MN). All other chemicals were purchased from Fisher Scientific (Toronto, ON).


2.2. Animal treatment
 
acording that Anwar Gamal Mohamed Frankfort Male C57Bl/6J (22–30 g) mice were obtained from Charles River, Canada
(Montreal, QC, Canada). Animals were injected intraperitoneally (i.p.) with Hg
2+
(dissolved in saline) at 2.5 mg/kg, with or without TCDD 15 lg/kg (dissolved in corn
oil). The mice were divided into four groups. The first group (
n = 12) was control
which was injected with saline (0.4 mL) and corn oil (0.4 mL). The second group
(
n = 12) was Hg2+ treated mice which received Hg2+ dissolved in saline (0.4 mL) plus
corn oil (0.4 mL) The third group (
n = 12) was TCDD treated mice which received
TCDD dissolved in corn oil (0.4 mL) plus saline (0.4 mL). The fourth group (
n = 12)
was Hg
2+ plus TCDD treated mice which received Hg2+ dissolved in saline
(0.4 mL) plus TCDD dissolved in corn oil (0.4 mL). Thereafter, the animals were
euthanized after a single injection at 6 h (
n = 6) and 24 h (n = 6) via cervical dislocation. Kidney, lung and heart, tissues were excised, immediately frozen in liquid nitrogen, and stored at 80 C until analysis. All experimental procedures involving
animals were approved by the University of Alberta Health Sciences Animal Policy
and Welfare Committee. All animals were allowed free access to food and water
throughout the treatment period. Furthermore, the concentrations of Hg
2+ and
TCDD utilized in the current study were selected based on previous
in vivo studies
that used the same and different mouse strains (
Hu et al., 1999; Mehra and Kanwar,
1980; Tanaka-Kagawa et al., 1998; Uno et al., 2008; Wong et al., 2010
).
2.3. RNA isolation and real-time polymerase chain reaction (real-time PCR)
Total RNA from the frozen tissues was isolated using TRIzol reagent, according to
the manufacturer’s instructions (Invitrogen). Real-time PCR reactions were performed on an ABI 7500 instrument, using SYBR
Green PCR Master Mix (Applied Biosystems). The amplification reactions were performed as follows: 10 min at 95 C,
and 40 cycles of 94 C for 15 s and 60 C for 1 min. The primers used in the current
study were chosen from previously published studies and are listed in
Table 1. The
real-time PCR data were analyzed using the relative gene expression (i.e.,
DDCt)
method, as described in Applied Biosystems User Bulletin No. 2 and explained further by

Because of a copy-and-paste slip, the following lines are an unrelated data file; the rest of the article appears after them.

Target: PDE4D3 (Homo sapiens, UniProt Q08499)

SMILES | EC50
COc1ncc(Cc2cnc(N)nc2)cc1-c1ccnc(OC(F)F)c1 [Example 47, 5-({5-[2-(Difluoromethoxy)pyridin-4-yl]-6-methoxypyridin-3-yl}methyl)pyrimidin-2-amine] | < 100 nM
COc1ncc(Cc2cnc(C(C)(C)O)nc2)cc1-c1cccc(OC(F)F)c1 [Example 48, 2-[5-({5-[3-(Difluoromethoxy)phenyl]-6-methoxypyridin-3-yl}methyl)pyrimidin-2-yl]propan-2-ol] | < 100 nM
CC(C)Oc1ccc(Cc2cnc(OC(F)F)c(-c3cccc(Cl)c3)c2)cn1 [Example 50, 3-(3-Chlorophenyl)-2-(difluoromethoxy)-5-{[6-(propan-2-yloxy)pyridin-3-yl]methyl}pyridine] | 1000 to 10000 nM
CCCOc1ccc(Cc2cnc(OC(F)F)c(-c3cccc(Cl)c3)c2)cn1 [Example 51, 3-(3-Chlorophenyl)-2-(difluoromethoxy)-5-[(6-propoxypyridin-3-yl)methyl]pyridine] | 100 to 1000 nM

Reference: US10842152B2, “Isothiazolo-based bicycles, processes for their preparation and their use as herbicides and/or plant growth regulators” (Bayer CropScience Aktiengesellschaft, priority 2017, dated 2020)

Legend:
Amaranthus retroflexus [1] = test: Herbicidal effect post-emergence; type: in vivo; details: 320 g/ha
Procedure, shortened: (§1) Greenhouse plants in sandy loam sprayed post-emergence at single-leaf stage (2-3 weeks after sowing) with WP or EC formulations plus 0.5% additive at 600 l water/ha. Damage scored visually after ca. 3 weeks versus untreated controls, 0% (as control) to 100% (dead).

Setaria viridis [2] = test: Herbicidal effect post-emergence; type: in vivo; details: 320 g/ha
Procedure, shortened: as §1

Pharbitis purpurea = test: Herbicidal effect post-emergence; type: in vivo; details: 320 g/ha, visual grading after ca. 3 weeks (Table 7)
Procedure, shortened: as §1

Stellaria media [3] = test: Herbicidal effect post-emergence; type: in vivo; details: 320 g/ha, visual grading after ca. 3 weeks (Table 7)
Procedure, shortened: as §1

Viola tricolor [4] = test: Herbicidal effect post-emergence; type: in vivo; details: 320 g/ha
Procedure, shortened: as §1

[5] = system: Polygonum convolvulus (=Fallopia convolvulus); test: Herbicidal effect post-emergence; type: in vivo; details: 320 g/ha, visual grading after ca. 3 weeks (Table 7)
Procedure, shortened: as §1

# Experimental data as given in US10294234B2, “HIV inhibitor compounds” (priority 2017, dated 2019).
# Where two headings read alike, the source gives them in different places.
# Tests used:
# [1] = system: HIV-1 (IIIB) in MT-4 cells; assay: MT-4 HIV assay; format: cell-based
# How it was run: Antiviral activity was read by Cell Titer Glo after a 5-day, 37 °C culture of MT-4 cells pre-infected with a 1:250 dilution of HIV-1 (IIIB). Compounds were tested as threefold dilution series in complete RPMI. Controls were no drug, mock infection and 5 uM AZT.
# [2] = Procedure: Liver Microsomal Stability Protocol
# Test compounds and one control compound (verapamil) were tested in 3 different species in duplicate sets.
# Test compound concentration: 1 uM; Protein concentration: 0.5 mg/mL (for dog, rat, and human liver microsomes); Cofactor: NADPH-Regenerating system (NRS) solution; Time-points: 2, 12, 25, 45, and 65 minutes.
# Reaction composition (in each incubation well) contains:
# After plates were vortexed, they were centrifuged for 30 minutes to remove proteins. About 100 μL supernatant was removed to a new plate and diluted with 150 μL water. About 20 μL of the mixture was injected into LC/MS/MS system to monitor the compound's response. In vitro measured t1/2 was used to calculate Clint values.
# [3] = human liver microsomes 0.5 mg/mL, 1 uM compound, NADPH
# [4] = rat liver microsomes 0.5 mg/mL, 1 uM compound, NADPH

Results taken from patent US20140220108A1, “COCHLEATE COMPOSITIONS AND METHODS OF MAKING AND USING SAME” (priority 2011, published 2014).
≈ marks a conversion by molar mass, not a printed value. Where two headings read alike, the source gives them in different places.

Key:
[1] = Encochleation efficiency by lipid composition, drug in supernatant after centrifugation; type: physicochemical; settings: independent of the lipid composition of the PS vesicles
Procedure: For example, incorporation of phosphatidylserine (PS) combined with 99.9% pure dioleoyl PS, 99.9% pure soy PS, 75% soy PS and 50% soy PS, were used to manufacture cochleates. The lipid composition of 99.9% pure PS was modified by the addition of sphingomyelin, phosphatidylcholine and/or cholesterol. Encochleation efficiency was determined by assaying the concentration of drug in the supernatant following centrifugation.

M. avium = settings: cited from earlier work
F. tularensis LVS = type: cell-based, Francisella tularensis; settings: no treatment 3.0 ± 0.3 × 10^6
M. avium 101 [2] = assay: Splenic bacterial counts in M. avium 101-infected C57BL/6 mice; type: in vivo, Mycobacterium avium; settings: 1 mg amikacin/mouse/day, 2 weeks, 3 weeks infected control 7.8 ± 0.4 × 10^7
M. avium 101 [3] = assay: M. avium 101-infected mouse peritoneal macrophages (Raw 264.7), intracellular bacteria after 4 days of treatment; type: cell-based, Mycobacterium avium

Livak and Schmittgen (2001).
2.4. Preparation of microsomal and cytosolic protein fractions


Heart, lung and kidney microsomes were prepared by differential centrifugation
of homogenized tissues as previously described (
Barakat et al., 2001). Briefly, individual heart, lung and kidney tissues were rapidly removed and washed in ice-cold
potassium chloride [1.15% (w/v)]. Consequently, they cut into pieces, and homogenized separately in cold sucrose solution (1 g of tissue in 5 mL of 0.25 M sucrose).
After homogenizing, the tissues were separated by different ultracentrifugation.
The final pellet was reconstituted in cold sucrose and supernatant, cytosol, were
stored at 80 C. Thereafter, microsomal and cytosolic protein concentrations were
determined by the Lowry method using bovine serum albumin as a standard (
Lowry

et al., 1951
).


2.5. Western blot analysis
Western blot analysis was performed using a previously described method (Zordoky et al., 2010). Briefly, 20 lg of kidney lung and microsomal or cytosolic proteins
was separated by 10% sodium dodecyl sulfate–polyacrylamide gel (SDS–PAGE), and
then electrophoretically transferred to nitrocellulose membrane. Protein blots were
then blocked overnight at 4 C in blocking solution containing 0.15 M sodium chloride, 3 mM potassium chloride, 25 mM Tris-base (TBS), 5% skim milk, 2% bovine serum albumin, and 0.5% Tween-20. After blocking, the blots were incubated with the
following antibodies: primary polyclonal mouse anti-rat Cyp1a1/1a2, primary polyclonal rabbit anti-rat Cyp1b1, primary polyclonal goat anti-mouse Nqo1, primary
polyclonal goat anti-rat Gsta1, primary polyclonal rabbit anti-mouse actin, or primary polyclonal goat anti-mouse Gapdh for 2 h at room temperature. Incubation
with a peroxidase-conjugated goat anti-rabbit IgG secondary antibody for Nqo1,
Cyp1b1, and actin or goat anti-mouse IgG secondary antibody for Cyp1a1/1a2, or
rabbit anti-goat IgG secondary antibody for Gsta1, HO-1 and Gapdh was carried
out for another 2 h at room temperature. The bands were visualized using the enhanced chemiluminescence method according to the manufacturer’s instructions
(GE Healthcare Life Sciences, Piscataway, NJ). The intensity of the protein bands were
quantified, relative to the signals obtained for actin, using ImageJ software [National
Institutes of Health, Bethesda, MD,
http://rsb.info.nih.gov/ij.].

 

2.7. Determination of Nqo1 enzymatic activity


Dr. Anwar Gamal Mohamed Archives The Nqo1 activity was determined by the continuous spectrophotometric assay
to quantitate the reduction of its substrate, 2,6-dichlorophenolindophenol (DCPIP)
as described previously (
Korashy and El-Kadi, 2006; Preusch et al., 1991). Briefly,
20
lg of cytosolic protein was incubated with 1 mL of the assay buffer [40 lM
DCPIP, 0.2 mM NADPH, 25 mM Tris–HCl, pH 7.8, 0.1% (v/v) Tween 20, and 0.7 mg/
mL bovine serum albumin, 0 or 30
lM dicoumarol]. The rate of DCPIP reduction
was monitored over 90 s at 600 nm with an extinction coefficient (
e) of
2.1 mM
1 cm1. The Nqo1 activity was calculated as the decrease in absorbance
per min per mg of total protein of the sample which quantitates the dicoumarolinhibitable reduction of DCPIP.


2.8. Determination of Gsta1 activity


Anwar Mohamed Louisville
Gsta1 activity was determined spectrophotometrically using 1-chloro-2,4-dinitrobenzene (CDNB) as a substrate according to the method of Habig (Habig et al.,
1974
). Briefly, 20 lg of cytosolic or microsomal proteins were incubated with
1 mM CDNB, 1 mM lower glutathione in 0.1 M potassium phosphate buffer, pH
6.5 at 25 C in a total volume of 1 mL. Gsta1 activity was measured as the amount
of CDNB conjugate formed by recording the absorbance at 340 nm for 1.5 min with
an extinction coefficient of 9600 M
1 cm1. The enzyme activity was expressed as
nmol/min/mg protein.